In literature, some authors reported that the photosynthesis of rhizobial plants increased regardless the lower leaf N concentration in N-fertilized plants. Kaschuk et al. (2012) compared the photosynthetic capacity of soybean inoculated with two different B. japonicum strains, and observed that nodulated plants had 14-31% higher rates of photosynthesis and accumulated less starch in the leaves than N-fertilized plants. According to the authors, rhizobial symbiosis stimulated photosynthesis due to the removal of photosynthates sink limitation by the nodule activity. Oliveira et al. (2012) also observed the same results to cowpea, where plants inoculated with a commercial rhizobia strain showed more efficiency on gas exchanges than the control plants. Also, in the present study, peanut presented a better gas exchange behavior when inoculated with SEMIA 6144.
The inoculation of Bradyrhizobium sp. SEMIA 6144 in peanut plants grown in medium textured and sandy soils benefited the nodulation, pod production and gas exchanges of BRS Havana cultivar. For other cultivars, it is necessary to incorporate the BNF in breeding programs in order to identify responsive isolates that can increase plant development.
To REPENSA (National Network for Research on Agricultural Biodiversity and Sustainability - MCT/ CNPq/ MEC/ CAPES/ CT AGRO/ CT IDRO/ FAPS/ EMBRAPA), for the financial support and to CAPES, for the grants.
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Emanuelle Barros Sobral de Melo (1), Liziane Maria de Lima (2), Paulo Ivan Fernandes-Junior (2), Saulo de Tarso Aidar (3), Maria Aline Oliveira Freire (2), Rosa Maria Mendes Freire (2), Roseane Cavalcanti dos Santos (2,*)
(1) State University of Paraiba, Campina Grande, PB, Brazil (2) Brazilian Agricultural Research Corporation - Embrapa Algodao, Campina Grande, PB, Brazil (3) Brazilian Agricultural Research Corporation - Embrapa Semi-arido, Petrolina, PE, Brazil (*) Corresponding author, e-mail: email@example.com
Table 1. Agronomical variables for peanut genotypes grown in sandy soil. Main stem height (MSH), root length (RL), root weight (RW), number of nodules (NN), number of pods (NP) and pod weight (PW) Genotypes MSH RL RW NN NP (cm) (cm) (g) C AS BR C BR 1 13.2 17 1.3ab 60Aa 18Cb 31Bb 7.0ab 3.5Aa BRS Havana 12.9 18 1.3ab 23Bb 15Cb 32Ab 8.9a 3.0Bb L7 Bege 13.3 20 1.5a 63Aa 51Ba 49Ba 9.0a 3.2Bab Mean 13.1 18 1.4 49 28 37 8.6 3.2 CV (%) 12.6 13.8 18.2 26.8 22.9 Genotypes PW (g) AS BR BR 1 3.4Ab 3.5Ab BRS Havana 3.0Bc 3.8Ab L7 Bege 4.2AB 4.8Aa Mean 3.5 4.0 CV (%) 14.7 Means followed by the same letter are not statistically different according to Tukey's test at 5% of probability. Capital letters should be compared between treatments (N-sources) and lowercase letters between genotypes. C: control (no nitrogen), AS: Ammonium sulfate, BR: Bradyrhizobium. Table 2. Agronomic characteristics for peanut genotypes grown in medium textured soil. Main stem height (MSH), root length (RL) and root weight (RW) Genotypes MSH (cm) RL RW (g) C AS BR (cm) C AS BR BR 1 26Aab 29Aab 26Ab 63 5.8B 6.5A 6.0AB BRS Havana 28Ba 34Aa 36Aa 69 5.9B 6.3A 6.4A L 7 Bege 26Bab 34Aa 31Aab 68 5.7B 6.2A 6.5A Mean 27 32 31 67 5.8 6.3 6.3 CV (%) 15.8 11.9 25.1 Means followed by the same letter are not statistically different according to Tukey's test at 5% of probability. Capital letters should be compared between treatments (N-sources) and lowercase letters between genotypes.. C: control (no nitrogen), AS: Ammonium sulfate, BR: Bradyrhizobium Table 3. Agronomic characteristics for peanut genotypes grown in medium textured soil. Number of nodules (NN), number of pods (NP) and pod weight (PW). Genotypes NN NP PW (g) C AS BR C AS BR C AS BR BR 1 180Ac 166Bc 159Bc 24B 32A 34A 10.3B 24.8A 26.8A BRS Havana 215Cb 258Ba 275Aa 22C 29B 33A 10.1C 22.7B 26.6A L 7 Bege 389Aa 229Bb 225Bab 25C 31AB 35A 10.5B 24.7A 27.6A Mean 261 218 220 24 31 34 10.3 24.1 27 CV (%) 23.6 21.3 29.2 Means followed by the same letter are not statistically different according to Tukey's test at 5% of probability. Capital letters should be compared between treatments (N-sources) and lowercase letters between genotypes.C: control (no nitrogen), AS: Ammonium sulfate, BR: Bradyrhizobium Table 4. Estimated Ci/Ca ratio for peanut genotypes grown in medium textured soil experiment. Genotyps C AS BR BR 1 0.64Aa 0.58Bab 0.58Bab BRS Havana 0.61Aa 0.56Bb 0.53BCb L7 Bege 0.63Aa 0.61Aa 0.62Aa Mean 0.63 0.58 0.58 Means followed by the same letter are not statistically different according to Tukey's test at 5% of probability. Capital letters should be compared between treatments (N-sources) and lowercase letters between genotypes. C: control (no nitrogen), AS: Ammonium sulfate, BR: Bradyrhizobium sp. CV = 3.91%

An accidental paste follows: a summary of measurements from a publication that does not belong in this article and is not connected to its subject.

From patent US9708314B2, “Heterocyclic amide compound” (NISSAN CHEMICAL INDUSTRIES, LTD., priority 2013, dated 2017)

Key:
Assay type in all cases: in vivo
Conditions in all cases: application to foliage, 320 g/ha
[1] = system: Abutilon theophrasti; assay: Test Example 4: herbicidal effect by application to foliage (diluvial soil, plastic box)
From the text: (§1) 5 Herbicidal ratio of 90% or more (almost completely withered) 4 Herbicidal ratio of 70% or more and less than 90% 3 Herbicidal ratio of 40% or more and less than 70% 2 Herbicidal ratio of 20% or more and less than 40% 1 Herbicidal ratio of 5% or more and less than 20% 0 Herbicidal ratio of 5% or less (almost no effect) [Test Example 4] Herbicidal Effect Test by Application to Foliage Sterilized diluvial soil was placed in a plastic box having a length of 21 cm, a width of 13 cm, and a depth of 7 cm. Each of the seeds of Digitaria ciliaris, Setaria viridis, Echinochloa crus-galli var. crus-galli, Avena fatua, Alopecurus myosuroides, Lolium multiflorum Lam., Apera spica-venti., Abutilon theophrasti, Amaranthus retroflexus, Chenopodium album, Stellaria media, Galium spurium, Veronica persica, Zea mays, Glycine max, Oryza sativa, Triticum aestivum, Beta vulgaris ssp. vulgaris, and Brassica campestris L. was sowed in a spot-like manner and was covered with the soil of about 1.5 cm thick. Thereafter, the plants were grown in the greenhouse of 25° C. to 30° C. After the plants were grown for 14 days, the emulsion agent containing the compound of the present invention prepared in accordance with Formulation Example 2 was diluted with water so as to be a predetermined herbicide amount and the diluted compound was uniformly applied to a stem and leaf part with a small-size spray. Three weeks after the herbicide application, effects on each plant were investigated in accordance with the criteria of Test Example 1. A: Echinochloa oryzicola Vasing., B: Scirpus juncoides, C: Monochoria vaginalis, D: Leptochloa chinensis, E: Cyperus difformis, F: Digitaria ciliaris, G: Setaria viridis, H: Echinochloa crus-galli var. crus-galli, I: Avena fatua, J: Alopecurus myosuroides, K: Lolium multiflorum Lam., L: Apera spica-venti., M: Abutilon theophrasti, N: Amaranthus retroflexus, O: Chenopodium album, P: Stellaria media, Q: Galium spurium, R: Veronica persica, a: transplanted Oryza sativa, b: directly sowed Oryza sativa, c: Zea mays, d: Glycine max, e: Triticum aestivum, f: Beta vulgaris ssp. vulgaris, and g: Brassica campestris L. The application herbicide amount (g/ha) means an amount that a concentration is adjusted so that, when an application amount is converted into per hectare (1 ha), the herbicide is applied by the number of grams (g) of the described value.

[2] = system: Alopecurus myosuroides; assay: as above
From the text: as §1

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|Author:||Melo, Emanuelle Barros Sobral de; Lima, Liziane Maria de; Fernandes-Junior, Paulo Ivan; Aidar, Saulo|
|Date:||Apr 1, 2016|